Image

Wealth Management: Market Perspective – Normal service resumes

13/11/2018

Risk as a fact of investment life

'October: This is one of the peculiarly dangerous months to speculate in stocks. The others are July, January, September, April, November, May, March, June, December, August, and February.'  - Mark Twain   

Stock markets had been remarkably calm

Mark Twain's 'peculiarly dangerous months' have actually been few and far between of late. For much of the decade following the Global Financial Crisis, even as pundits proclaimed the imminent end of the world for all sorts of exciting and ingenious reasons, global capital markets were largely docile, quietly delivering some of the best sustained returns on record.  

Since 2016, the lack of volatility itself became remarkable. Collectively, investors and advisers have perhaps needed reminding that markets can be noisy, and go down as well as up.  

The latest reminder came in October. Most big stock market indices, and most sectors, fell markedly. The all-countries index fell by roughly 10% from its September peak.  

Oil prices also fell sharply, but other commodity prices were more resilient. Most government bonds, gold and the yen - 'safe-haven' assets - rallied, but modestly. The US 10-year Treasury note yield has remained above 3%. 

That recent stability aside, this latest stock market setback does not look unusual. There have been perhaps half a dozen similar episodes since 2009. 

November 2018 Market Perspective - figure 1 (small)

Click the image to enlarge


The jury is out on what caused it - if anything did, that is: we should be wary of over-analysis.  

There are plenty of things to worry about…

Analysts who quickly tell us not to worry may be missing the point. There is always something to worry about. The very open-endedness that makes stocks good long-term investments can go scarily into reverse. 

History shows that economic storms sometimes break from a seemingly clear sky. Corporate profits can evaporate with little warning. Big financial institutions can disappear. As investors in stocks, we own businesses, and face these unavoidable - and innumerable - risks. And as they say, the stock market indices go up on the escalator, but come down in the elevator. It is not possible to offer convincing reassurance.

Familiar market threats might include: 

  • Disappointing corporate profits, whether in isolation or because of: 
    • an autonomouse economic downturn
    • tighter monetary or fiscal policy, leading to slowdown
    • big trade protection, or a supply-driven surge in oil prices
  • Reckless borrowing - by Italy, Chinese corporates, or US home-buyers - leading to financial crisis, risk aversion and poor profits.
  • Geopolitical stress and uncertainty - triggered by US insensitivity,  Brexit or North Korea - which causes a flight to safe-haven assets.
  • Excessive valuations   

… but they have not suddenly got worse

The market could be seeing something early - but as noted above, it doesn't always do that. The US economist James Tobin famously quipped that “the stock market has predicted nine of the last five recessions”.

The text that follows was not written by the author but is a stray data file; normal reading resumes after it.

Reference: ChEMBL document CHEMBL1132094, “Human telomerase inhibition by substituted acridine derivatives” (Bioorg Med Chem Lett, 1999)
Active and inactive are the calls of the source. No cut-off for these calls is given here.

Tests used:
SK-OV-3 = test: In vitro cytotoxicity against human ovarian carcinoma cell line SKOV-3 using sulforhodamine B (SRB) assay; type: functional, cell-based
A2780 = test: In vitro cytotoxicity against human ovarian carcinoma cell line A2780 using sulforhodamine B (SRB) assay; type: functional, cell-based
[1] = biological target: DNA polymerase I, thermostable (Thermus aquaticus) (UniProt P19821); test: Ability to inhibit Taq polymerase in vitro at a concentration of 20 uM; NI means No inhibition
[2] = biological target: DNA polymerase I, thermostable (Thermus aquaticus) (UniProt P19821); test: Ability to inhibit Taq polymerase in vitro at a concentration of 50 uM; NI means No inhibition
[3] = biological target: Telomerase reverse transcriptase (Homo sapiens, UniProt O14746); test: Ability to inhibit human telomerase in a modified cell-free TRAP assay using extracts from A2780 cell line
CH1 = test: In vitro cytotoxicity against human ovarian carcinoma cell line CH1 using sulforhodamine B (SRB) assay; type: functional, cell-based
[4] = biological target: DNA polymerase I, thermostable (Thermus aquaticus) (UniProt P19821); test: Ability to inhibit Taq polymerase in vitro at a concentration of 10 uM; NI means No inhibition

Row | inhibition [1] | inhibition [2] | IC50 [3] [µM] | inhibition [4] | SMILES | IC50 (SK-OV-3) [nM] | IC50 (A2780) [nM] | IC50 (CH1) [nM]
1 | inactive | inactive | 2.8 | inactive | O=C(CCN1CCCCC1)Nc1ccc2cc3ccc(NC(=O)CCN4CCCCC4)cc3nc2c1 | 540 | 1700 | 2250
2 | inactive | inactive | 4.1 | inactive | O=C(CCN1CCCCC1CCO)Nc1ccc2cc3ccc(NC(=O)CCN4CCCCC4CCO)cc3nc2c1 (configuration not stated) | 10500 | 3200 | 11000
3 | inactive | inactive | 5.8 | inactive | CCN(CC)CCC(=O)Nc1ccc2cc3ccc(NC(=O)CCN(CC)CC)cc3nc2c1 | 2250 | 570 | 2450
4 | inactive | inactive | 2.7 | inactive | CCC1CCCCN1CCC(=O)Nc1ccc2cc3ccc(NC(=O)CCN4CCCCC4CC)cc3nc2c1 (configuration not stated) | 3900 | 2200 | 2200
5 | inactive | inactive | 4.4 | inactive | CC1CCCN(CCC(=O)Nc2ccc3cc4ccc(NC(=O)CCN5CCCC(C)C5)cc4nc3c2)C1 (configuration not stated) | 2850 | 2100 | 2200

As yet, although business surveys are cooling (page 6), the next US recession still seems some way off. The Fed is in tightening mode, and likely to remain so, but US interest rates and bond yields are still historically subdued. Corporate results are robust - some high-profile misses notwithstanding. There have been no new escalations in political uncertainty of the sort that might affect markets.  

For sure, US tariffs, Italy's budget and Brexit are all real concerns, but they have not become more pressing, and bad outcomes are far from guaranteed. Most recently, the US mid-term election results were widely expected.  

With President Macron's reforms losing momentum, Chancellor Merkel's confirmation that she will not seek re-election in 2021 may rekindle scepticism regarding the leadership of the EU project. It feels like a background concern for now, however.  

Meanwhile, the big picture remains one of healthy profitability alongside only gradual monetary normalisation. And as we note below, valuations have not been alarming. 

The broadness of stocks' decline, and the failure of safe-haven assets to rally more substantially, hints perhaps at profit-taking by institutional investors - as in early 2016, maybe - rather than a more sinister macro cause.   

Unknown unknowns?   

In trying to see into the future, we are often unwitting prisoners of the past. All sorts of unprecedented and unimagined risks may be lurking ahead. 

We can only keep an open mind, and hold some portfolio insurance. Some risks are simply uninsurable, the financial equivalent of an asteroid strike perhaps. For insurance to pay out, our insurers need to survive.    

What next?   

We do worry about a 'second derivative' effect: strong US growth and tax cuts have created such a boom for business in 2018 that it feels as if things are as good as they can possibly get.  

A big profit slowdown in 2019 is possibly inevitable - alongside rising US interest rates - and this could lead to the earnings disappointment featured on our list. Is realisation dawning now?  

If so, it may be a bearable burden for long-term investors. The likely level of earnings at which the inevitable slowdown will occur may yet be higher than expected. And slower growth, rather than an outright fall, will leave most valuation metrics intact. 

We are not (we hope) gullible enough to believe in 'permanently high' plateaus. But we thought stocks were good long-term value before this slide, and think they still offer the best chance of inflation-beating returns for long-term investors.

Click here to continue: Market Perspective - Are stocks too dear? >

 

In this Market Perspective:


Download the full Market Perspective in PDF format (3.9 MB)

 

-